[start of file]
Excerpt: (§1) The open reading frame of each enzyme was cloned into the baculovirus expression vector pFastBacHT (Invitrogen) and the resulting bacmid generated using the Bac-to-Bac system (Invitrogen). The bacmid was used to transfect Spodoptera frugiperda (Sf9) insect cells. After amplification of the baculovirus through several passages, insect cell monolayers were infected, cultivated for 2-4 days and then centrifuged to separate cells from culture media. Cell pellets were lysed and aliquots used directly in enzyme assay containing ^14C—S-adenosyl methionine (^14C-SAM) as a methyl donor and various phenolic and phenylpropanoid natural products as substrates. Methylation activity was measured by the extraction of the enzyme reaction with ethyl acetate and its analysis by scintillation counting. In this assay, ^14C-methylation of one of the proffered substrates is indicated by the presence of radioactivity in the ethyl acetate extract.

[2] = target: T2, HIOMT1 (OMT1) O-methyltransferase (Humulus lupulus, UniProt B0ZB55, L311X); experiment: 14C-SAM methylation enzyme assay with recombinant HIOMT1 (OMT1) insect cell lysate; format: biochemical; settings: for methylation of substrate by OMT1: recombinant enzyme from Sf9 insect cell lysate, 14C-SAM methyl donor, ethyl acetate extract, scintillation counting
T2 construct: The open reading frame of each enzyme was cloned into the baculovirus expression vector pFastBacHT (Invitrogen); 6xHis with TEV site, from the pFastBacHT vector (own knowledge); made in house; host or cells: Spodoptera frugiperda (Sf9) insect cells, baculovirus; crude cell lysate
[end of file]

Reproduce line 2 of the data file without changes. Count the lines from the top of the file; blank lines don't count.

[2] = target: T2, HIOMT1 (OMT1) O-methyltransferase (Humulus lupulus, UniProt B0ZB55, L311X); experiment: 14C-SAM methylation enzyme assay with recombinant HIOMT1 (OMT1) insect cell lysate; format: biochemical; settings: for methylation of substrate by OMT1: recombinant enzyme from Sf9 insect cell lysate, 14C-SAM methyl donor, ethyl acetate extract, scintillation counting